“There is an easy standoff between the two kinds of mother which sometimes makes it hard for us to talk to each other. I suspect that the non-working mother looks at the working mother with envy and fear because she thinks that the working mum has got away with it. And the working mum looks back with fear and envy because she knows that she has not. In order to keep going in either role, you have to convince yourself that the alternative is bad. The working mother says, because I am more fulfilled as a person I can be a better mother to my children. And sometimes, she may even believe it. The mother who stays home knows that she is giving her kids an advantage, which is something to cling to when your toddler has emptied his beaker of juice over you last clean t-shirt.”
― Allison Pearson, I Don’t Know How She Does It: The Life of Kate Reddy, Working Mother
When I was deep in the trenches of juggling small kids and a career as a magazine editor I loved a book called “I Don’t Know How She Does It”.
It was about a working mum struggling to keep her head above water and it SPOKE to me back then.
Now I think: at least she had a husband to help her.
I also think: How on EARTH do single parents do it when they don’t have a co-parent to share the load. I’m struggling big time and my ex has the kids three days a week.
Yesterday pushed a few buttons. I didn’t sleep well, hustled into the office via a mailbox delivery to my ex’s place of the youngest’s homework and orange clothes for Harmony Day, listened to a message on my phone from the eldest’s school about her fringe being too long (WTF FFS), bolted home after work to let the fur babies inside, bolted back to work for an office dinner (that’s the gang in the main pic), realised on the way home that I need to be at a work function on Wednesday morning at 6.30am … which is the youngest’s birthday; had a major panic attack over the youngest waking up parentless on her 11th birthday; sent a frantic message to my ex asking if he could come over at 6.30am on Wednesday; chatted briefly to an exhausted DD as he drove home from work at 9.30pm; felt my stomach drop slightly when he said “just don’t blog about the howling dogs”; pointed out that those sort of suggested edits needed to be made MUCH earlier to avoid appearing in the blog …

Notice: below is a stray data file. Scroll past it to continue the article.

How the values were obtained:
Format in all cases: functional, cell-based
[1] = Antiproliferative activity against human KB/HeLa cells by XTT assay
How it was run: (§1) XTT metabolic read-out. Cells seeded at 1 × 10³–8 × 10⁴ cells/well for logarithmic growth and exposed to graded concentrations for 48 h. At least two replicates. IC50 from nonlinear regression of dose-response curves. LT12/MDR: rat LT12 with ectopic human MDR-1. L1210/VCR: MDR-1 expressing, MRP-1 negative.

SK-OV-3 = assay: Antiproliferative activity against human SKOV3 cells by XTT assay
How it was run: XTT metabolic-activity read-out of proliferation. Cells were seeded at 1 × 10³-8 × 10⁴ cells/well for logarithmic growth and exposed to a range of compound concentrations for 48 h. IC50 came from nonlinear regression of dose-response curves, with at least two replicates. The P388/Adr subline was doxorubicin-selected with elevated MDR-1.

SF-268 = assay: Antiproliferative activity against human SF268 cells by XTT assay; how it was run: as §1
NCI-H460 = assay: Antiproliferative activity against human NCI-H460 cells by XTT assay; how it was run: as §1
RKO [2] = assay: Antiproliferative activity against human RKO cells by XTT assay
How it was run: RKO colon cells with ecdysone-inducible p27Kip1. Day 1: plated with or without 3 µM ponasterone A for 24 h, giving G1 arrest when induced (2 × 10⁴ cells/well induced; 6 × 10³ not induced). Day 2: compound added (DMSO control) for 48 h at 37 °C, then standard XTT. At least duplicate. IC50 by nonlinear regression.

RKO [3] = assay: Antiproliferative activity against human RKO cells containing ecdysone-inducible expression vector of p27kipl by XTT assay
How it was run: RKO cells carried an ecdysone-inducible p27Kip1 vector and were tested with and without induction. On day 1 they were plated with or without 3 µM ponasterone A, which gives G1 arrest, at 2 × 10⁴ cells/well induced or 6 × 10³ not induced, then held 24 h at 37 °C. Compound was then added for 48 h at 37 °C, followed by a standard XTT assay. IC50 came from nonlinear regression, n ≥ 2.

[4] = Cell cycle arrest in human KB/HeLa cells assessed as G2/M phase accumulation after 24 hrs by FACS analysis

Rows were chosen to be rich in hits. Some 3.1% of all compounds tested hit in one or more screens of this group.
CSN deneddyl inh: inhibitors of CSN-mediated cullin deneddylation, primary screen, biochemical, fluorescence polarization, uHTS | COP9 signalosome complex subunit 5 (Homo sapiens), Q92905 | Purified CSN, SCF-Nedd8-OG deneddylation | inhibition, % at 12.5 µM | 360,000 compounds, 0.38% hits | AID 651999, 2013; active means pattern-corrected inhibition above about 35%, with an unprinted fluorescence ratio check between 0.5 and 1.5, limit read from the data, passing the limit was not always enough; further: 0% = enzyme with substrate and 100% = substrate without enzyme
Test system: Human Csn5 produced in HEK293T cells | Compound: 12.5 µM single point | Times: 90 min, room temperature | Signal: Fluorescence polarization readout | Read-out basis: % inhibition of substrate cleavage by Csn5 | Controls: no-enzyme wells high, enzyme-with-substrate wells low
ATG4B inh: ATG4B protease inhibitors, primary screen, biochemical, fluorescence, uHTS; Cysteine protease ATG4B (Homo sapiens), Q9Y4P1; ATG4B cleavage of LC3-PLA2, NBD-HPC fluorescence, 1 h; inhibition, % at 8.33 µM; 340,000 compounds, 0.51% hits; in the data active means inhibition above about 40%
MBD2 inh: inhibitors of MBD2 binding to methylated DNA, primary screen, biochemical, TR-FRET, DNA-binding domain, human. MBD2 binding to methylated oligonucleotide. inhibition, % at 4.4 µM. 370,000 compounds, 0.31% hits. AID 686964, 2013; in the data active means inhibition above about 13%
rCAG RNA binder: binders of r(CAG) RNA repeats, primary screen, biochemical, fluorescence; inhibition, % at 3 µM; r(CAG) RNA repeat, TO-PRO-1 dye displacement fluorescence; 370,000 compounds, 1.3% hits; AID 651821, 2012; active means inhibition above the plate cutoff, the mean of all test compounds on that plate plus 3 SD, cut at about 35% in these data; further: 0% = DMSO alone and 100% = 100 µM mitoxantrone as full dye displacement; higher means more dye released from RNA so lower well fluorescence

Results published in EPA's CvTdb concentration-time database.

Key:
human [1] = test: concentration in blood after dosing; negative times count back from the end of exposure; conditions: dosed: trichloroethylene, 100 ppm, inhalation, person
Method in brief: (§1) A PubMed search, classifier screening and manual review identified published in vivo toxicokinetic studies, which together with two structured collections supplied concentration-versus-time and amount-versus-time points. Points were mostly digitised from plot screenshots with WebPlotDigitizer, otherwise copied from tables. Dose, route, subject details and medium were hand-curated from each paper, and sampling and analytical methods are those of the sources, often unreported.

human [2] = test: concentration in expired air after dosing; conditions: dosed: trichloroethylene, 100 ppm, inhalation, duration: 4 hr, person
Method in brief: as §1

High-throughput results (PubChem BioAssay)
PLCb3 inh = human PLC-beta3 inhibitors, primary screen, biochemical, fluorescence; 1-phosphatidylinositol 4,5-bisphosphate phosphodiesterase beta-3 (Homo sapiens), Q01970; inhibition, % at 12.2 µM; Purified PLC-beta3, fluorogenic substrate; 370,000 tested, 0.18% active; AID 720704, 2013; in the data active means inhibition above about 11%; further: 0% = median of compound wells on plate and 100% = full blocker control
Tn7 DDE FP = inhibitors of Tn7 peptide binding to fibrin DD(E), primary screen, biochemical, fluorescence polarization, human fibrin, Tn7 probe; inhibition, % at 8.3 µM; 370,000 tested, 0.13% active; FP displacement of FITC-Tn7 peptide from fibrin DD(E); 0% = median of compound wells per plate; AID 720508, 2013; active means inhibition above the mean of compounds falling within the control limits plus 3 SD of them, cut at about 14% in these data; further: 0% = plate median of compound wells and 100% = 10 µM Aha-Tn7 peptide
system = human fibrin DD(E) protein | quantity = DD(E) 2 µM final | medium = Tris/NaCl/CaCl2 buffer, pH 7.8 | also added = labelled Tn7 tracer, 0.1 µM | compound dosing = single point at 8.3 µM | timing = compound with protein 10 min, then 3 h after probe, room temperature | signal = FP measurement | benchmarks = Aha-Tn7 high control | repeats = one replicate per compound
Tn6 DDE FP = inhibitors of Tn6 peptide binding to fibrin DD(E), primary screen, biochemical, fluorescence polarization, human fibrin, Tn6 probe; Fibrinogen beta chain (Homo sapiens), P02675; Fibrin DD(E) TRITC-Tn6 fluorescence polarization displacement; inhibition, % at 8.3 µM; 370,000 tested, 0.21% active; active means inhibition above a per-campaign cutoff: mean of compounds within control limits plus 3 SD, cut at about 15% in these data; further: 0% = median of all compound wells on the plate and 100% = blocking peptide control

My former life as a working mum/magazine editor suddenly felt like a doddle.
Mind you, it wasn’t a doddle. It gave me heart palpitations and PTSD, but ANYWAYS …
I think the bottom line is that motherhood always has its challenges, no matter what your circumstances might be.
My boss assured me over dinner last night that my current obstacles should be ancient history in a few years. I hope so. I have an awesome boss (I’m not just saying that because she reads the blog …). She’s reminded me that the workplace doesn’t have to be a place of fear and self-loathing.
The stress of juggling single motherhood and full-time work may be high, but I feel very lucky to have stumbled across my current career situation. I am blessed to have co-workers and management who are supportive and kind and encouraging. It means that while I might wake some mornings feeling low, I walk into the office and feel energised by my work and the people around me … oh, and by coffee. God bless my late-in-life discovery of flat whites.
What would you do if your daughter’s (public) school called to discuss her fringe?
Song of the day: Devo “Going under”